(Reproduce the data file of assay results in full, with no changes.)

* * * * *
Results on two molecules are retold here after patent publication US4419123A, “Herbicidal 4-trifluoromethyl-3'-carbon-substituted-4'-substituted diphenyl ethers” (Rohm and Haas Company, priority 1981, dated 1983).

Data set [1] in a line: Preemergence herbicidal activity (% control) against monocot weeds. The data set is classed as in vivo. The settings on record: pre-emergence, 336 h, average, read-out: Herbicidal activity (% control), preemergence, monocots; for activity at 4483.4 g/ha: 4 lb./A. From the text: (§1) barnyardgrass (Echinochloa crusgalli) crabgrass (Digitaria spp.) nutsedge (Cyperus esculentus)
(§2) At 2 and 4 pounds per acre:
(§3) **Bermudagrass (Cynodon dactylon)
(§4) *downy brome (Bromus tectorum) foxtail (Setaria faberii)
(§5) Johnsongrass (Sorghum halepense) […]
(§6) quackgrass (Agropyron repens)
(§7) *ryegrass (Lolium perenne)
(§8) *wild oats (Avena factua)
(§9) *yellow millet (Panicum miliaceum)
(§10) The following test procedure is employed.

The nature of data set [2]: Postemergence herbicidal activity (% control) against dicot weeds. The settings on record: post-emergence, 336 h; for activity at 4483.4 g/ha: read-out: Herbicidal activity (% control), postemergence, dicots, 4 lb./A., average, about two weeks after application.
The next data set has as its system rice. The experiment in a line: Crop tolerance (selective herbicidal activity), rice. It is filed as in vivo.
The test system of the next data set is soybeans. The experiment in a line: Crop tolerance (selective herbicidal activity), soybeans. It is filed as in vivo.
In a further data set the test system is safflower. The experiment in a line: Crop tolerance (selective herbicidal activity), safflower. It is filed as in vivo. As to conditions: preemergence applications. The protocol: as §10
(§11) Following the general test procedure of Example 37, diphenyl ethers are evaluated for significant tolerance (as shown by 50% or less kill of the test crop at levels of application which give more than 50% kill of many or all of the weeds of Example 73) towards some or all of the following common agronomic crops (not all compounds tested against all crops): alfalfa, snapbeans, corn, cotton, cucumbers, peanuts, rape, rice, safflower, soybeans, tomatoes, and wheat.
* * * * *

Results on two molecules are retold here after patent publication US4419123A, “Herbicidal 4-trifluoromethyl-3'-carbon-substituted-4'-substituted diphenyl ethers” (Rohm and Haas Company, priority 1981, dated 1983).

Data set [1] in a line: Preemergence herbicidal activity (% control) against monocot weeds. The data set is classed as in vivo. The settings on record: pre-emergence, 336 h, average, read-out: Herbicidal activity (% control), preemergence, monocots; for activity at 4483.4 g/ha: 4 lb./A. From the text: (§1) barnyardgrass (Echinochloa crusgalli) crabgrass (Digitaria spp.) nutsedge (Cyperus esculentus)
(§2) At 2 and 4 pounds per acre:
(§3) **Bermudagrass (Cynodon dactylon)
(§4) *downy brome (Bromus tectorum) foxtail (Setaria faberii)
(§5) Johnsongrass (Sorghum halepense) […]
(§6) quackgrass (Agropyron repens)
(§7) *ryegrass (Lolium perenne)
(§8) *wild oats (Avena factua)
(§9) *yellow millet (Panicum miliaceum)
(§10) The following test procedure is employed.

The nature of data set [2]: Postemergence herbicidal activity (% control) against dicot weeds. The settings on record: post-emergence, 336 h; for activity at 4483.4 g/ha: read-out: Herbicidal activity (% control), postemergence, dicots, 4 lb./A., average, about two weeks after application.
The next data set has as its system rice. The experiment in a line: Crop tolerance (selective herbicidal activity), rice. It is filed as in vivo.
The test system of the next data set is soybeans. The experiment in a line: Crop tolerance (selective herbicidal activity), soybeans. It is filed as in vivo.
In a further data set the test system is safflower. The experiment in a line: Crop tolerance (selective herbicidal activity), safflower. It is filed as in vivo. As to conditions: preemergence applications. The protocol: as §10
(§11) Following the general test procedure of Example 37, diphenyl ethers are evaluated for significant tolerance (as shown by 50% or less kill of the test crop at levels of application which give more than 50% kill of many or all of the weeds of Example 73) towards some or all of the following common agronomic crops (not all compounds tested against all crops): alfalfa, snapbeans, corn, cotton, cucumbers, peanuts, rape, rice, safflower, soybeans, tomatoes, and wheat.